At the center of our research are two large themes, the cultures of everyday life and cultural constructions of identity and difference, which simultaneously focus and connect the individual research programs of both faculty and students. On the periphery are several “lenses” through which we explore the central themes. Each of these lenses is comparable to an area of concentration with a particular set of questions and methodology.
As American Studies is an interdisciplinary field, faculty and students combine two or more of these concentrations in research and teaching. For more information about how our faculty engage in research areas, please visit their individual pages. Our list of current graduate students also provides a selected overview of graduate research.
In addition to the interdisciplinary connections that faculty make in their own research, faculty and graduate students also benefit from collaborating with one another. Much of this exchange takes place within and between the Department’s working groups, individuals’ own research programs, and our pedagogical workshops and innovations. For example, one particularly vital locus of interdisciplinary exchange has centered on cyberculture studies and the application of new information technologies to both research and teaching. Three collectives support this work: the Cyberculture Working Group (CWG), the Virtual Greenbelt Collaborative (VG), and The Mini-Center for Teaching Interdisciplinary Studies in Society and Culture (Mini-Center). Student research on online communities and student/faculty introduction of information technologies (e.g. web-based teaching for material culture classes) in AMST classes stimulated our initial interest in cyberculture studies. From this interest several projects developed: Virtual Greenbelt, a virtual museum that we use for both research and teaching; the Resource Center for Cyberculture Studies, founded by recent AMST Ph.D. David Silver and still the central scholarly site available online for research in cyberculture; a series of cyber-ethnographies undertaken by faculty and graduate students; and two national cyberculture conferences, which have drawn leading scholars in the field. On the basis of our collaborative work harnessing information technologies to pedagogy, a group of faculty and graduate students won the campus award for Innovation in Teaching in 1998. Our research and teaching on cyberculture have provided the Department with an international profile as a vital location for pursuing cyberculture scholarship.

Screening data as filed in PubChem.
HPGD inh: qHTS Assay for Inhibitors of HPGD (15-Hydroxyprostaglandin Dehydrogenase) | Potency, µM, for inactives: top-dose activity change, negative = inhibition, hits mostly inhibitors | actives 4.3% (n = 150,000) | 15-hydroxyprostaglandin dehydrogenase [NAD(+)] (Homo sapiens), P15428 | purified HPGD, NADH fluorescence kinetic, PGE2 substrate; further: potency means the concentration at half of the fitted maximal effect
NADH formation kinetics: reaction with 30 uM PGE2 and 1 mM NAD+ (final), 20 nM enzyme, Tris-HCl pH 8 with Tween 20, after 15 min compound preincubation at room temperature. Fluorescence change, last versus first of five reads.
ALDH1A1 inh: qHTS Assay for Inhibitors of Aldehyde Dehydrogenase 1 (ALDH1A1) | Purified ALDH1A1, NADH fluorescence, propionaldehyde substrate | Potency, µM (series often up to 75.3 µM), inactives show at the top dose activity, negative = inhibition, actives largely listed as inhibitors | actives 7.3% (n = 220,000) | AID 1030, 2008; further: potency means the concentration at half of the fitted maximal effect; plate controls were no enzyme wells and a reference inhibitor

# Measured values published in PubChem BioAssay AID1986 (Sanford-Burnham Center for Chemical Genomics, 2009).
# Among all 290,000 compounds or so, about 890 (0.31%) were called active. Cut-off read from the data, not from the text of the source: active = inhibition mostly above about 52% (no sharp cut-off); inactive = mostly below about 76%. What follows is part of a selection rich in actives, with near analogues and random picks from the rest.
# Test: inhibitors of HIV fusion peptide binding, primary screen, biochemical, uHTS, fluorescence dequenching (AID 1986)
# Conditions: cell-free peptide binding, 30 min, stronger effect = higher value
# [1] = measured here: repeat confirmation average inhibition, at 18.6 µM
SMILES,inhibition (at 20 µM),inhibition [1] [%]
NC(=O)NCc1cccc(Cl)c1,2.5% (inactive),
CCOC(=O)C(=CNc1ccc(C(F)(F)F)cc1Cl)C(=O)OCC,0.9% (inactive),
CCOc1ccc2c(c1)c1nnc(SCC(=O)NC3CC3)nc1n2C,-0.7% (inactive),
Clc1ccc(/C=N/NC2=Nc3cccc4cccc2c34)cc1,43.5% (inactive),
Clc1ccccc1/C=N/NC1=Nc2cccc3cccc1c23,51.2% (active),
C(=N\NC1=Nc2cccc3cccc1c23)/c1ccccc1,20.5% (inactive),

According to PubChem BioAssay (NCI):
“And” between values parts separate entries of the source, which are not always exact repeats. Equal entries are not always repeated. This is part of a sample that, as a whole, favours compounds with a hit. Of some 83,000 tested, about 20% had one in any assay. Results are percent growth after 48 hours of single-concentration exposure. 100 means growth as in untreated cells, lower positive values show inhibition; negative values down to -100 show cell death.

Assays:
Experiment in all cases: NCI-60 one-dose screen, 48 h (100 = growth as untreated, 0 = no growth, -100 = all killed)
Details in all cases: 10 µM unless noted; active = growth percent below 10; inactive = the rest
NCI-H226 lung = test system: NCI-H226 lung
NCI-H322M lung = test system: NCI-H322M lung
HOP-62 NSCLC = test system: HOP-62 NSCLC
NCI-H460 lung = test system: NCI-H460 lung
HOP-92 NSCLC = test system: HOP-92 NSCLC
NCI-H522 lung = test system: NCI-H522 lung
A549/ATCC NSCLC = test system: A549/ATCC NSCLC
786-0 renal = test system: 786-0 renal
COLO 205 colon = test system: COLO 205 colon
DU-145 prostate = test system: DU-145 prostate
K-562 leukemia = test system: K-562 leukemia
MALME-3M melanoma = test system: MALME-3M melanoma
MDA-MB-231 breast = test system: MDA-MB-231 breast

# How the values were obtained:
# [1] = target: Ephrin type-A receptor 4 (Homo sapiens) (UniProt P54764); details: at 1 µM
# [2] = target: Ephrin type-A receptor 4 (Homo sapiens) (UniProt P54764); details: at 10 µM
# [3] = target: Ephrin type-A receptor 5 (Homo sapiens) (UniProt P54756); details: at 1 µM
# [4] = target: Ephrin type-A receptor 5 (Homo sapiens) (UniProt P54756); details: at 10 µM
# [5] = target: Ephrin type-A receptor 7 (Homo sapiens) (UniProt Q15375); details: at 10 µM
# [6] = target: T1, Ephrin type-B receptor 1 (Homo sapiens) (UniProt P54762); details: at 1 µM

A second locus for interdisciplinary interaction in the Department focuses on a group of faculty and students whose research explores the connections among cultural landscape studies, ethnography, foodways, historic preservation, heritage tourism, and race. This work centers on the Material Culture/Visual Culture Research Program Area at the Consortium on Race, Gender and Ethnicity, the Life Writing Project, and a series of graduate seminars, including AMST 603, Current Approaches to American Studies. Students and faculty have discussed common readings, presented and critiqued each others’ research, and sponsored invited speakers whose research supports these topics. The MC/VC, Life Writing, and Cyberculture working groups co-sponsored a national conference in March, 2002 entitled “Sites of Memory: Race, Ethnicity, Place, and Life Stories.”